And if keeping North Korea stable means that Kim Jong-un gets to keep his nuclear weapons, well, Chinese leaders won't have a very big problem with that -- Wolf.

BLITZER: Brian, there was some drama here in Washington this week surrounding President Trump's latest letter from Kim Jong-un. Tell us about that.

TODD: Right, Wolf. "TIME" Magazine, they just published a transcript of a meeting that President Trump had with a group of reporters in the Oval Office this past Monday. In that meeting, according to "TIME," Trump showed the reporters the latest letter he said was written to him by Kim Jong-un.

Trump made it clear that him showing that letter was off the record so they could not report on it, but a "TIME" reporter tried to snap a picture of the letter. And according to "TIME," the President then threatened that reporter with jail time if they published the picture. "TIME" is not publishing that picture.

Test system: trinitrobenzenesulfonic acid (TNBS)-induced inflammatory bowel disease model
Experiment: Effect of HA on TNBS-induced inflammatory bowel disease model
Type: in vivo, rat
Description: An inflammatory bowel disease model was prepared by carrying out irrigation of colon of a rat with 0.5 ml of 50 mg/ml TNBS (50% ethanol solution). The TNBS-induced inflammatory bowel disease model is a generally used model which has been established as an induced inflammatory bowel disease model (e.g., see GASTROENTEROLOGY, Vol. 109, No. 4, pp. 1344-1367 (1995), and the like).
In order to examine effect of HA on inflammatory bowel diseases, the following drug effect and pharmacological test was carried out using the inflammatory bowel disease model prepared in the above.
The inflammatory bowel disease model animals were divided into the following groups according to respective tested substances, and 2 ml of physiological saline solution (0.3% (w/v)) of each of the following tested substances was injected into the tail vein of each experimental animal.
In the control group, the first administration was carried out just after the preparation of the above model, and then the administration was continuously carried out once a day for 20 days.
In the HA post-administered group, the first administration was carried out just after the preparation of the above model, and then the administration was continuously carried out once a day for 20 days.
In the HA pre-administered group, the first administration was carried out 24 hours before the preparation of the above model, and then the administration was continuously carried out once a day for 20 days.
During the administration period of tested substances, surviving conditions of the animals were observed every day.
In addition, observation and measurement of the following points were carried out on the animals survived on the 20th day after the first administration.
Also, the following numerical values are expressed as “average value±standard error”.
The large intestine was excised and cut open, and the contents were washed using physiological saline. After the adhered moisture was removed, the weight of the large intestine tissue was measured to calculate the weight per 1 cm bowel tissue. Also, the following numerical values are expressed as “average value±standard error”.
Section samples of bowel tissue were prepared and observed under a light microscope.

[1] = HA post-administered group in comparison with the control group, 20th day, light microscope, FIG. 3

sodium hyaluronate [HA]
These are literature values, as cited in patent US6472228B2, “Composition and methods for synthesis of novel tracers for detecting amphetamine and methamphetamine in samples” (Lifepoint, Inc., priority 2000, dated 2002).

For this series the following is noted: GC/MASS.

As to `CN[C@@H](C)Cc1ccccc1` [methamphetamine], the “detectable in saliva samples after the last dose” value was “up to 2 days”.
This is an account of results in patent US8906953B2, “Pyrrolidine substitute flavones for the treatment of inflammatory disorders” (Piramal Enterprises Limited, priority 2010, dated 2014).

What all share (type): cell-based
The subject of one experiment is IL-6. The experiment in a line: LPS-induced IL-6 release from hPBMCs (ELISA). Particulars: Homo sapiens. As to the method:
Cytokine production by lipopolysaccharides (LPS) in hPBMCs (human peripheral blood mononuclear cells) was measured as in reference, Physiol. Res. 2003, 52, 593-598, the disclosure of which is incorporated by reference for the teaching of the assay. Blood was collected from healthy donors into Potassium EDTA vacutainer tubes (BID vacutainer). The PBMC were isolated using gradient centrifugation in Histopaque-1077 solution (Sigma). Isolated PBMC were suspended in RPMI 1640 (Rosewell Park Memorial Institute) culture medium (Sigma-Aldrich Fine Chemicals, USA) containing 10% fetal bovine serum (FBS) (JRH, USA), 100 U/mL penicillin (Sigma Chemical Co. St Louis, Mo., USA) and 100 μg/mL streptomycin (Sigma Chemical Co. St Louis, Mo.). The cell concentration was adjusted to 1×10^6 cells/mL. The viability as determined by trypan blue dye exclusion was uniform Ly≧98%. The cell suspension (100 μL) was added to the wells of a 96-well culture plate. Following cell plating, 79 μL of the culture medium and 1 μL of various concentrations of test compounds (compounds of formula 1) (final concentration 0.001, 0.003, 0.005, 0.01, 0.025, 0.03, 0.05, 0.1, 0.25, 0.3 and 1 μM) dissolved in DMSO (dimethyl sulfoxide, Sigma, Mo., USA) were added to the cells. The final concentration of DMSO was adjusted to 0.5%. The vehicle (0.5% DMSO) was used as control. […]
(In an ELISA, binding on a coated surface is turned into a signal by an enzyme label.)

BLITZER: Very interesting. All right, Brian Todd reporting. Thank you.

Coming up, a senior U.S. official says the administration is back to focusing in on sanctions against Iran after President Trump says the U.S. military was quote, cocked and loaded, ready to retaliate for Iran's downing of a U.S. drone when he called off the attack with only 10 minutes to go.


BLITZER: Happening now, breaking news. Cocked and loaded. President Trump is revealing more about his decision to cancel a strike on Iran just minutes before the mission was set to launch. There are new questions tonight about his reversal and concerns about what he will or won't do next.

[17:59:57] Arrest and deport. Immigration officials are set to launch raids on undocumented families in 10 cities. Are they rushing ahead with the operation after the President announced plans to deport millions?